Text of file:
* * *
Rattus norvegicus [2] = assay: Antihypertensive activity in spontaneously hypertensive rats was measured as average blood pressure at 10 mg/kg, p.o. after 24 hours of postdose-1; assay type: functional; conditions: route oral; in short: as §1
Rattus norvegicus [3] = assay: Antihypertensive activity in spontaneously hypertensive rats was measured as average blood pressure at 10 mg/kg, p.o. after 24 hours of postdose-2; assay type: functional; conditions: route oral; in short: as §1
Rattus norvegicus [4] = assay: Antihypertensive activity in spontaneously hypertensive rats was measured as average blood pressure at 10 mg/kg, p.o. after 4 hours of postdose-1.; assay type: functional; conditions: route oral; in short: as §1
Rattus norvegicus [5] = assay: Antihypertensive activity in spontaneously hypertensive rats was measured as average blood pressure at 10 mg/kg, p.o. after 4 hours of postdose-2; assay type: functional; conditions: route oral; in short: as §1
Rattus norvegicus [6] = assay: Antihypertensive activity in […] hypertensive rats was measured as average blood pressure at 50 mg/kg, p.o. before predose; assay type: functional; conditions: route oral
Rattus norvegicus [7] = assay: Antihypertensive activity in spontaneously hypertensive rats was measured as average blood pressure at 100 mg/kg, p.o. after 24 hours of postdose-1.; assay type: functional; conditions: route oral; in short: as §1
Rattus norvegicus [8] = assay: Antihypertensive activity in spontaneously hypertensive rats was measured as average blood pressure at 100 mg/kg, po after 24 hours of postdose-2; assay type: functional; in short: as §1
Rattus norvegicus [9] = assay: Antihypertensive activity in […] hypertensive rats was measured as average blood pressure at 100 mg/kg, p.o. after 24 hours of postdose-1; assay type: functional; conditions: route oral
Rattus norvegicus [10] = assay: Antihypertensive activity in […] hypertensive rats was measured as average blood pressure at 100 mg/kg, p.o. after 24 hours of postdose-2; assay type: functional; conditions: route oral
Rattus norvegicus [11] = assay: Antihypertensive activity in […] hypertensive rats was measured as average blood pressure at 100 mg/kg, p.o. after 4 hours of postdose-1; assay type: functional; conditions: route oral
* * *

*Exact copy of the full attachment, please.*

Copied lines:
Rattus norvegicus [2] = assay: Antihypertensive activity in spontaneously hypertensive rats was measured as average blood pressure at 10 mg/kg, p.o. after 24 hours of postdose-1; assay type: functional; conditions: route oral; in short: as §1
Rattus norvegicus [3] = assay: Antihypertensive activity in spontaneously hypertensive rats was measured as average blood pressure at 10 mg/kg, p.o. after 24 hours of postdose-2; assay type: functional; conditions: route oral; in short: as §1
Rattus norvegicus [4] = assay: Antihypertensive activity in spontaneously hypertensive rats was measured as average blood pressure at 10 mg/kg, p.o. after 4 hours of postdose-1.; assay type: functional; conditions: route oral; in short: as §1
Rattus norvegicus [5] = assay: Antihypertensive activity in spontaneously hypertensive rats was measured as average blood pressure at 10 mg/kg, p.o. after 4 hours of postdose-2; assay type: functional; conditions: route oral; in short: as §1
Rattus norvegicus [6] = assay: Antihypertensive activity in […] hypertensive rats was measured as average blood pressure at 50 mg/kg, p.o. before predose; assay type: functional; conditions: route oral
Rattus norvegicus [7] = assay: Antihypertensive activity in spontaneously hypertensive rats was measured as average blood pressure at 100 mg/kg, p.o. after 24 hours of postdose-1.; assay type: functional; conditions: route oral; in short: as §1
Rattus norvegicus [8] = assay: Antihypertensive activity in spontaneously hypertensive rats was measured as average blood pressure at 100 mg/kg, po after 24 hours of postdose-2; assay type: functional; in short: as §1
Rattus norvegicus [9] = assay: Antihypertensive activity in […] hypertensive rats was measured as average blood pressure at 100 mg/kg, p.o. after 24 hours of postdose-1; assay type: functional; conditions: route oral
Rattus norvegicus [10] = assay: Antihypertensive activity in […] hypertensive rats was measured as average blood pressure at 100 mg/kg, p.o. after 24 hours of postdose-2; assay type: functional; conditions: route oral
Rattus norvegicus [11] = assay: Antihypertensive activity in […] hypertensive rats was measured as average blood pressure at 100 mg/kg, p.o. after 4 hours of postdose-1; assay type: functional; conditions: route oral